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Old Ranger
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Posted: March 24 2018 at 6:48am | IP Logged Quote Old Ranger

Have not seen 2400 on a dealer's shelf in 10 years.
It's a myth.....

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RT58
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Posted: March 24 2018 at 6:59am | IP Logged Quote RT58

Unless you want to poke clean holes in something, softer beats faster.

The trade off in switching from black powder to smokeless was that soft bullets would have their rifling stripped off and cause serious leading. As a result the harder bullets didn't expand as well so the velocity was increased even more, which required even harder bullets and they were no better. Then the ammo makers pushed jacketed soft point bullets and then jacketed hollow points, which often fail to expand.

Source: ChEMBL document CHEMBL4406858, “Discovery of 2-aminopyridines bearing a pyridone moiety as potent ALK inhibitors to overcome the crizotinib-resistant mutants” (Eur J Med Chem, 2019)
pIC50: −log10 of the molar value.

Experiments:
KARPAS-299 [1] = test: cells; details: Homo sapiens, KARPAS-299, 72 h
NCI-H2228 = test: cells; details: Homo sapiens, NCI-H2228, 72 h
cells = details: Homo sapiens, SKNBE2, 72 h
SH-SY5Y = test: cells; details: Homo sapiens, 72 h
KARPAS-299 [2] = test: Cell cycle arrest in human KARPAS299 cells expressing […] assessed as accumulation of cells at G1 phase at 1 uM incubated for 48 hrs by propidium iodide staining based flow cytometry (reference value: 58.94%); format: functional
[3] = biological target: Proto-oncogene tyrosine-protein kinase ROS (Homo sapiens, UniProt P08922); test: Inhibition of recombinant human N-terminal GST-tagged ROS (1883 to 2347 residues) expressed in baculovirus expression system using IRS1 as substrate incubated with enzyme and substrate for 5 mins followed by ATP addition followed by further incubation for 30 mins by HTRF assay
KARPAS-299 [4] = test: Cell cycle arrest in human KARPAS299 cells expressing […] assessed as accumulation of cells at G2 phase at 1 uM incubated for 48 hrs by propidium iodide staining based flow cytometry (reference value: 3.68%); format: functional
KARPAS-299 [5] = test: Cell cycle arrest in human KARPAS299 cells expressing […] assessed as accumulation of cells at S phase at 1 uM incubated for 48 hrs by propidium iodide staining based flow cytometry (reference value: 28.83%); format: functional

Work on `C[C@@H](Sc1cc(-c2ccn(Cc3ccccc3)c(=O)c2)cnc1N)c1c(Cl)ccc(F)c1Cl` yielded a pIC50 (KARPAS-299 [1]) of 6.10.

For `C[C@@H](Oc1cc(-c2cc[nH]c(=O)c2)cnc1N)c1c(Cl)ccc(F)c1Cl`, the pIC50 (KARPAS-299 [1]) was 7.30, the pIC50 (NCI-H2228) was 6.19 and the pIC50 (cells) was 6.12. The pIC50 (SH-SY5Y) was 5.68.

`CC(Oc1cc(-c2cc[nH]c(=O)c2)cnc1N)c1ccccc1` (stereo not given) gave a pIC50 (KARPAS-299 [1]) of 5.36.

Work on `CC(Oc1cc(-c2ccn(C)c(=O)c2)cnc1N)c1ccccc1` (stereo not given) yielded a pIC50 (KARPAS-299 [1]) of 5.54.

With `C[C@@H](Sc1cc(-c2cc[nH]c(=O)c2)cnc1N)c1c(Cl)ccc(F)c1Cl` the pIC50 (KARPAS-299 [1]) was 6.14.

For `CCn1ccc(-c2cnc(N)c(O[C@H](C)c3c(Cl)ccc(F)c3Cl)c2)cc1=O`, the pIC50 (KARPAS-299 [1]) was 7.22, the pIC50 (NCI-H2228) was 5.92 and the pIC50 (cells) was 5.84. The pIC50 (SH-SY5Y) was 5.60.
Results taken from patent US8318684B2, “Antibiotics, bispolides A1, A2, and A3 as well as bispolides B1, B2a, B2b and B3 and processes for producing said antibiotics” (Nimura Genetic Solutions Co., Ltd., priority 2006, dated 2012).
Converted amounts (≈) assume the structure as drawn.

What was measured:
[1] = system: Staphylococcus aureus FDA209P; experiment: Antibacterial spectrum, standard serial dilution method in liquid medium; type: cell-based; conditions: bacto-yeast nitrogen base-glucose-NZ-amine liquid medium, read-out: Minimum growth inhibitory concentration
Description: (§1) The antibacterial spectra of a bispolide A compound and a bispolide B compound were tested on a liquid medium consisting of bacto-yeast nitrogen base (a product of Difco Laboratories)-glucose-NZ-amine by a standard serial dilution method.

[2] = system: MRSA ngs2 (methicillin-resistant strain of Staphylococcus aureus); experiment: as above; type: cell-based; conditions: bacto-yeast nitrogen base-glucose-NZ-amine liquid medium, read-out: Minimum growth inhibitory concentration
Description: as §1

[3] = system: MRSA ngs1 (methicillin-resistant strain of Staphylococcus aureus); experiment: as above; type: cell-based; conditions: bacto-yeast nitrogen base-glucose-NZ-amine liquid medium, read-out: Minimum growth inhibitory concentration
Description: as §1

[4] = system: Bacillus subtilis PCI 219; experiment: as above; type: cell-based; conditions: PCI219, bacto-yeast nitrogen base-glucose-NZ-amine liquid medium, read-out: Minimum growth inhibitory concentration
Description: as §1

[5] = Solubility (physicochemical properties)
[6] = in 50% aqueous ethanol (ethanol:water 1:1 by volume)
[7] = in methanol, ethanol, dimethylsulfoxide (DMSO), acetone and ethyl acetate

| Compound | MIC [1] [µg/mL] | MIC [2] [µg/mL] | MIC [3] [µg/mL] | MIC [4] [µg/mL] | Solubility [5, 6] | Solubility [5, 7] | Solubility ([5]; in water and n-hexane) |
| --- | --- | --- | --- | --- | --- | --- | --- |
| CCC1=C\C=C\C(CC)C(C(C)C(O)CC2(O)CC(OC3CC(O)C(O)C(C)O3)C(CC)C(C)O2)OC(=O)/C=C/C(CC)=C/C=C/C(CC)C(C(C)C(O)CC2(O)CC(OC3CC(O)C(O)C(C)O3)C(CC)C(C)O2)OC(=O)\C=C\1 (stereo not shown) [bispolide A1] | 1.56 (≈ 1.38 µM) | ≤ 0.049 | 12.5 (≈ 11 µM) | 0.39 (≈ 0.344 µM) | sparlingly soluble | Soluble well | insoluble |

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Desert Eagle41
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Posted: March 24 2018 at 10:08am | IP Logged Quote Desert Eagle41

Interesting as I had a lot of leading issues in my Colt trouper MK III from the first soft lead bullets I shot in the new gun in the early 70"s A friend pointed out the leading and said I should shoot steel jacketed at the end of the session. I tried that and it worked so well cleaning the gun right out. I only shoot JHP now!! Craig